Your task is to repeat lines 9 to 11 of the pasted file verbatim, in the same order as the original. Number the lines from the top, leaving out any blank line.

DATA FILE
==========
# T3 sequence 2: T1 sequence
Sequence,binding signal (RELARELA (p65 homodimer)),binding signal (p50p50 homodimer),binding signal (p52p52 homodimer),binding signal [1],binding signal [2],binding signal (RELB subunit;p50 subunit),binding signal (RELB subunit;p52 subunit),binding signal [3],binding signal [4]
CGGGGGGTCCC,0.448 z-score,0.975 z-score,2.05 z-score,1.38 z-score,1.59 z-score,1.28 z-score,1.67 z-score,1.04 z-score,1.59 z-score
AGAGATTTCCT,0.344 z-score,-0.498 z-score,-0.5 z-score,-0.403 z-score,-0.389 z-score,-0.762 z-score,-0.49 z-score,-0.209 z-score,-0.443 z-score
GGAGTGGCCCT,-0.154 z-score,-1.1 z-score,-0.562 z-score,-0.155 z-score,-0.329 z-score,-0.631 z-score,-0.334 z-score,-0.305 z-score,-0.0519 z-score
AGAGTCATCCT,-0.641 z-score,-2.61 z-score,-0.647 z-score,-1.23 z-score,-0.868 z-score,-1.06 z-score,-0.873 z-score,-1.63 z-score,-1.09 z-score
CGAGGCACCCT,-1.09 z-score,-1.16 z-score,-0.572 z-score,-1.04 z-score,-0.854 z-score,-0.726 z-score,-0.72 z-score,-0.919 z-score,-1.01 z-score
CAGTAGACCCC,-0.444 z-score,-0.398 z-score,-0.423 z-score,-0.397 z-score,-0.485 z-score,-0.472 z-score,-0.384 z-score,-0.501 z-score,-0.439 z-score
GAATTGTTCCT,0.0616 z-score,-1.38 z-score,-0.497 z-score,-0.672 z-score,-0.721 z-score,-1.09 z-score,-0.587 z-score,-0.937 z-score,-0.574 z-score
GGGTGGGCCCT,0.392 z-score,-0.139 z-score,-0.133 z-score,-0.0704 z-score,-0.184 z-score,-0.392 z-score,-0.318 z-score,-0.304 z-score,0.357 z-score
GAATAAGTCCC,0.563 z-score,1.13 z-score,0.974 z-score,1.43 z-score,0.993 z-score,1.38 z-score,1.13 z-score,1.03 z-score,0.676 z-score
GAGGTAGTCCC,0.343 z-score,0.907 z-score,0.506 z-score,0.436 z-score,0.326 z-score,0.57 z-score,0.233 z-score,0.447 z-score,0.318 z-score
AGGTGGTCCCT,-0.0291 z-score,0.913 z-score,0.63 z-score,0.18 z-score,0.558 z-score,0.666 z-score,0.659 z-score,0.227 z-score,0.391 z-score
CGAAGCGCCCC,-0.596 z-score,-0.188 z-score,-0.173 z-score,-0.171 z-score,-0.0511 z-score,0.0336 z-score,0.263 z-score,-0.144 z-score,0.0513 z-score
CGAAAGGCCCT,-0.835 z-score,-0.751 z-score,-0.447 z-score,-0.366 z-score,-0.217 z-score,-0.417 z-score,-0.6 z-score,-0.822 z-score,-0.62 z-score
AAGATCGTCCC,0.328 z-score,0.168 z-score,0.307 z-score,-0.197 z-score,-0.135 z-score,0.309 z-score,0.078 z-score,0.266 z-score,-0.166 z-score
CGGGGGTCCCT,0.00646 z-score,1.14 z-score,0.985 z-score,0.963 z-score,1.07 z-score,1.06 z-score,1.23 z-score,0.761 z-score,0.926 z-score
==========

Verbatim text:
GAATTGTTCCT,0.0616 z-score,-1.38 z-score,-0.497 z-score,-0.672 z-score,-0.721 z-score,-1.09 z-score,-0.587 z-score,-0.937 z-score,-0.574 z-score
GGGTGGGCCCT,0.392 z-score,-0.139 z-score,-0.133 z-score,-0.0704 z-score,-0.184 z-score,-0.392 z-score,-0.318 z-score,-0.304 z-score,0.357 z-score
GAATAAGTCCC,0.563 z-score,1.13 z-score,0.974 z-score,1.43 z-score,0.993 z-score,1.38 z-score,1.13 z-score,1.03 z-score,0.676 z-score